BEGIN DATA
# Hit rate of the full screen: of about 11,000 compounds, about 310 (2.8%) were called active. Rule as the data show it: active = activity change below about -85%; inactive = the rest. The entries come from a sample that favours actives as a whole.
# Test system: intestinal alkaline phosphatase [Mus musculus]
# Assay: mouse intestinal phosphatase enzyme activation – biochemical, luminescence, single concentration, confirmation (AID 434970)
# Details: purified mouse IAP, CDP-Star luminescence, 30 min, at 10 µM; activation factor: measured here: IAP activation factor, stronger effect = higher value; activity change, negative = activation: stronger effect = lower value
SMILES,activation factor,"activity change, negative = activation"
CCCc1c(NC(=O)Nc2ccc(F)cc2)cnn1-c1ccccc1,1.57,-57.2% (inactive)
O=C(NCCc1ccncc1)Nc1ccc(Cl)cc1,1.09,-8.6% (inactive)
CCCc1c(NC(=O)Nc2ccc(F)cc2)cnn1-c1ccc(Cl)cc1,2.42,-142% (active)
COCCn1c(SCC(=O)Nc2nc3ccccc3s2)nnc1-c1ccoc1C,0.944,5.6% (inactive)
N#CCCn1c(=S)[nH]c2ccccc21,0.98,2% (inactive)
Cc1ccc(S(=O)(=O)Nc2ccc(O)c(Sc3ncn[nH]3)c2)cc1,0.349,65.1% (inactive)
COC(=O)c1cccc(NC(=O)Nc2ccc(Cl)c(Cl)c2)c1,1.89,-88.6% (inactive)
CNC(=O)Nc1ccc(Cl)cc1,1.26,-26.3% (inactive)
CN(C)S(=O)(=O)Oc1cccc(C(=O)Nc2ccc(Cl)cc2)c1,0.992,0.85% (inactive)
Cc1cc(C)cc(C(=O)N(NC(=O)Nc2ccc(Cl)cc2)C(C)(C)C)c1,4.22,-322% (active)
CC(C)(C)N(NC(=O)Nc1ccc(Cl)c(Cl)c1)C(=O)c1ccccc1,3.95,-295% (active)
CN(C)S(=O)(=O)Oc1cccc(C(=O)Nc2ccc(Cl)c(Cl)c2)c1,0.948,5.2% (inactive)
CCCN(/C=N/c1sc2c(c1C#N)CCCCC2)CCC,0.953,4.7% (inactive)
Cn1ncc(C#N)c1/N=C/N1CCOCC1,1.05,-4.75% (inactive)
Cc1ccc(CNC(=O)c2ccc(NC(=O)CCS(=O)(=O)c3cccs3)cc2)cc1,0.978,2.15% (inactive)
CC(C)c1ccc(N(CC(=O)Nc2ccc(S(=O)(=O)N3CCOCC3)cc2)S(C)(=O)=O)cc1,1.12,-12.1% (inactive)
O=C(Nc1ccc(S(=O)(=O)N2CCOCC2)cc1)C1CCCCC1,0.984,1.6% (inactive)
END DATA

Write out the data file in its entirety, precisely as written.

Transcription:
# Hit rate of the full screen: of about 11,000 compounds, about 310 (2.8%) were called active. Rule as the data show it: active = activity change below about -85%; inactive = the rest. The entries come from a sample that favours actives as a whole.
# Test system: intestinal alkaline phosphatase [Mus musculus]
# Assay: mouse intestinal phosphatase enzyme activation – biochemical, luminescence, single concentration, confirmation (AID 434970)
# Details: purified mouse IAP, CDP-Star luminescence, 30 min, at 10 µM; activation factor: measured here: IAP activation factor, stronger effect = higher value; activity change, negative = activation: stronger effect = lower value
SMILES,activation factor,"activity change, negative = activation"
CCCc1c(NC(=O)Nc2ccc(F)cc2)cnn1-c1ccccc1,1.57,-57.2% (inactive)
O=C(NCCc1ccncc1)Nc1ccc(Cl)cc1,1.09,-8.6% (inactive)
CCCc1c(NC(=O)Nc2ccc(F)cc2)cnn1-c1ccc(Cl)cc1,2.42,-142% (active)
COCCn1c(SCC(=O)Nc2nc3ccccc3s2)nnc1-c1ccoc1C,0.944,5.6% (inactive)
N#CCCn1c(=S)[nH]c2ccccc21,0.98,2% (inactive)
Cc1ccc(S(=O)(=O)Nc2ccc(O)c(Sc3ncn[nH]3)c2)cc1,0.349,65.1% (inactive)
COC(=O)c1cccc(NC(=O)Nc2ccc(Cl)c(Cl)c2)c1,1.89,-88.6% (inactive)
CNC(=O)Nc1ccc(Cl)cc1,1.26,-26.3% (inactive)
CN(C)S(=O)(=O)Oc1cccc(C(=O)Nc2ccc(Cl)cc2)c1,0.992,0.85% (inactive)
Cc1cc(C)cc(C(=O)N(NC(=O)Nc2ccc(Cl)cc2)C(C)(C)C)c1,4.22,-322% (active)
CC(C)(C)N(NC(=O)Nc1ccc(Cl)c(Cl)c1)C(=O)c1ccccc1,3.95,-295% (active)
CN(C)S(=O)(=O)Oc1cccc(C(=O)Nc2ccc(Cl)c(Cl)c2)c1,0.948,5.2% (inactive)
CCCN(/C=N/c1sc2c(c1C#N)CCCCC2)CCC,0.953,4.7% (inactive)
Cn1ncc(C#N)c1/N=C/N1CCOCC1,1.05,-4.75% (inactive)
Cc1ccc(CNC(=O)c2ccc(NC(=O)CCS(=O)(=O)c3cccs3)cc2)cc1,0.978,2.15% (inactive)
CC(C)c1ccc(N(CC(=O)Nc2ccc(S(=O)(=O)N3CCOCC3)cc2)S(C)(=O)=O)cc1,1.12,-12.1% (inactive)
O=C(Nc1ccc(S(=O)(=O)N2CCOCC2)cc1)C1CCCCC1,0.984,1.6% (inactive)